Puerto Rican officials are considering new cost-saving measures to save its public pension system. (AP Photo/Ricardo Arduengo)

Puerto Rico considers changes to collapsing pension system

SAN JUAN, Puerto Rico — Puerto Rican officials on Wednesday proposed what they called “severe” cost-saving measures designed to help rescue one of the U.S. territory’s public pension systems that is on the brink of collapse.

Treasury Secretary Melba Acosta called for increased employee contributions, a higher retirement age and reduced benefits and monthly pensions for certain workers.

“The problem is very severe and the problem is very large,” she said. “We have to take quick and forceful action.”

The proposal was endorsed by Javier Ferrer, president of the Government Development Bank of Puerto Rico, who said it urgently needs to be approved by the legislature.

“The reality is that the government does not have the resources to keep contributing additional funds to the system,” he said.

The plan would raise employee contributions from about 8 percent to 10 percent, and increase the retirement age from 58 to 65 for some workers and from 65 to 67 for others. It also would transfer certain employees from a defined-benefit plan to a hybrid plan that included a defined contribution component.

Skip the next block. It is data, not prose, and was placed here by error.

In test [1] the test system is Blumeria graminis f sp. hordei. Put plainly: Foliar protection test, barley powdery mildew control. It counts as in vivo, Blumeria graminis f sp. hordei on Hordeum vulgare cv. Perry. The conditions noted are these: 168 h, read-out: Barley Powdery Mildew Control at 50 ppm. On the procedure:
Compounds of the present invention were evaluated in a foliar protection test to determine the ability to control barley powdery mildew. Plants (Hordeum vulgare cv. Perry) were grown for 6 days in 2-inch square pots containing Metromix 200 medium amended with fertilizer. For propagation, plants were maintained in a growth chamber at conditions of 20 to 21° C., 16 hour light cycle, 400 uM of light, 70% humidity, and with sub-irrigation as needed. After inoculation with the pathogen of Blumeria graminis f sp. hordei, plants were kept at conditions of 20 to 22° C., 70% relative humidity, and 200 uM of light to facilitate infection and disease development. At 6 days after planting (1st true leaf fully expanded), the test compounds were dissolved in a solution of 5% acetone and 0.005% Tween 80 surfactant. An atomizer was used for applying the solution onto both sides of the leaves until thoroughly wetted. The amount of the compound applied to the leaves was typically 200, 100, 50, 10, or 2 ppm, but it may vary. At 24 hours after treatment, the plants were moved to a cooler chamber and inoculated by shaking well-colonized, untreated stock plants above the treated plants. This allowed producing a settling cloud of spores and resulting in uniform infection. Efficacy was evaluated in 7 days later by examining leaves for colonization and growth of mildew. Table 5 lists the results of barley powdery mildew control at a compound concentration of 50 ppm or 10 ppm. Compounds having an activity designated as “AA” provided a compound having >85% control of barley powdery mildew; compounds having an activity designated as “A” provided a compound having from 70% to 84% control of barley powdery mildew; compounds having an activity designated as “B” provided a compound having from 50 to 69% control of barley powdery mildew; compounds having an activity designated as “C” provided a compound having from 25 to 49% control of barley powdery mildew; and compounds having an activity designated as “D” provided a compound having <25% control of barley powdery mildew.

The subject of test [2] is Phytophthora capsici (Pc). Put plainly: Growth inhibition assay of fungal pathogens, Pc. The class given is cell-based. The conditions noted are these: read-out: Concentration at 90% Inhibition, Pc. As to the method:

Acosta and Ferrer also want to reduce bonuses and medical plan contributions, but say minimum monthly pensions should rise from $400 to $500.

The proposal is to be submitted to legislators this week. Gov. Alejandro Garcia is expected to sign it if lawmakers approve the plan.

Acosta said that even if the plan is approved as it currently stands, the Caribbean island’s nearly depleted general fund would still have to contribute $100 million a year for several decades to ensure the pension system keeps operating.

The announcement comes amid stern warnings from economists and credit rating agencies that the pension system is buckling under a more than $37 billion unfunded liability. Experts previously recommended that the government reduce benefits, raise the retirement age and increase contributions from current employees.

Most of the problem centers on two pension systems set up for teachers and for government workers that stopped accepting new beneficiaries in January 2000. Those plans cover more than 273,000 active and retired government workers.

The systems initially allowed employees to retire at age 55 after 25 years of service or at age 58 with 10 years of service. In 1990, legislators amended the law to reduce benefits and increase the retirement age from 55 to 65 years for newly hired workers.

But liabilities kept growing, and legislators scrapped that system in 2000 and created a new one similar to a 401(k)-type plan in which workers must make their own contributions.

While the new system is considered financially secure, the old system’s financial problems remain.

In 2010, then Gov. Luis Fortuno warned that the overall state pension system was paying $679 million more a year than it received in contributions.

The problems with the original system have damaged Puerto Rico’s bond ratings, which remain significantly lower than any U.S. state, raising the island’s cost of borrowing.

Puerto Rico is emerging from a six-year recession and still has an unemployment rate higher than any U.S. state at 14 percent. The island also is trying to reduce its $69 billion public debt and a $1.2 billion deficit.

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